Links & info
This article sets out to implement the basis for a GameBoy emulation, by laying the groundwork for emulating each part of the physical machine. The starting point is the CPU.
However, the idea isn’t new. The similarly named JSGB by Pedro Ladaria, which existed a year ago. The emulator can be tried out at that URL above. I have yet to extensively compare the two in terms of speed and functionality.
These are official Game Boy flash cartridge sold in Japan. You would go to a designated flashing station and have your cartridge flashed for a cheap price.
The cartridge is marked DMG-MMSA-JPN and the board is marked DMG-A20-01 (I’m not sure whether the character after the 2 is a zero or upper case o – I’m actually leaning towards the latter as it appears to be a little bit wider than the following 0)
The board contains three intergrated circuits.
- 29F008ATC-14 – 8 Mbits (1 Mbyte) flash ROM. I can’t find a datasheet for it, so I’m guessing it’s a custom or OEM chip. I’ve seen Mask ROMs/OTPROMs in game cartridges also marked MX, so Nintendo probably had a contract with them.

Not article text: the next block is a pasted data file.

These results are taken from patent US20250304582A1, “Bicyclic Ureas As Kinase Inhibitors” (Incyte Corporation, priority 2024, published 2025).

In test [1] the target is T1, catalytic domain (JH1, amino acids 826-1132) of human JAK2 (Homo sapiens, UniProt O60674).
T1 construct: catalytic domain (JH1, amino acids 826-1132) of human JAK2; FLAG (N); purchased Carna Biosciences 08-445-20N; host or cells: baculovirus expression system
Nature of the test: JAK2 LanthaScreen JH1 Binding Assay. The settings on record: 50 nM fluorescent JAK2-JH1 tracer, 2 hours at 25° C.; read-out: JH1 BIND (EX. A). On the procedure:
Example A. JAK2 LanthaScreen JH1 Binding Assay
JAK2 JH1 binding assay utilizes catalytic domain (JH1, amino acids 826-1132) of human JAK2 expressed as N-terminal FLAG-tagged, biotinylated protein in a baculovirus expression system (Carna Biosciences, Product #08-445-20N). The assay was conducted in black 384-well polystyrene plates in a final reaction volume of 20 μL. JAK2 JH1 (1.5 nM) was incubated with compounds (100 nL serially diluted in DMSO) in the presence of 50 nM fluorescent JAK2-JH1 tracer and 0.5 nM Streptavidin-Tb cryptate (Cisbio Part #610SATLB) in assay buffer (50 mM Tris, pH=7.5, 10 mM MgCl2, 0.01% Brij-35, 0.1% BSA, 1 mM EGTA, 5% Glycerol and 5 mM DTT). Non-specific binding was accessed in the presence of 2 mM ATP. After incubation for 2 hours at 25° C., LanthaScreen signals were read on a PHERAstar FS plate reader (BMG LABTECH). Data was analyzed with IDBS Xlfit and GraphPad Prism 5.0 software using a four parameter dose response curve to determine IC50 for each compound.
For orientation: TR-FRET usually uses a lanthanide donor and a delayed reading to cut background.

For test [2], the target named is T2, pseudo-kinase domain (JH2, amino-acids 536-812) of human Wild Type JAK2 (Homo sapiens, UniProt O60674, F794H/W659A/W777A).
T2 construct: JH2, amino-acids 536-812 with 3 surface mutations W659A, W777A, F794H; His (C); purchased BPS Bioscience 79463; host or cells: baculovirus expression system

- UT621024SC-70LL – 1Mbit (128 kBytes) of battery packed save RAM.
- MX15002UCA – Custom logic chip marked G-MMC1. The apparent function of this chip is MBC like functionality. Maybe there’s more to it too, like the ablity to offset the ROM and RAM addresses for multigames or flash memory protection? Details unknown. There’s an unused place for a crystal.
Note the square boxes on the back side, of the PCB, on the opposite side of the connector that goes into the cartridge header. These were most likely used in the factory to program the cartridge initially. Notice how the “unimportant” system clock and external audio inputs are missing this box. Also note the nice rounded PCB traces. Not often you see these. Visually appealing, indeed.
And maybe it’s a sign I’m getting too little sleep that I’m seeing a “face” in the image.
The scans are provided by Duo.
This page has a list of development kits and test cartridges for various 8-bit era consoles and handhelds, including Gameboy and Gameboy Color. The top picture is the so called WideBoy which is a device that you plug on top of a FamiCom. It duplicates the image to the TV attached to the FamiCom to relieve the eyes of the poor developers. The bottom picture is a funny looking cartridge which is in fact just a simple EPROM cartridge.
Thanks nordloef for the tip.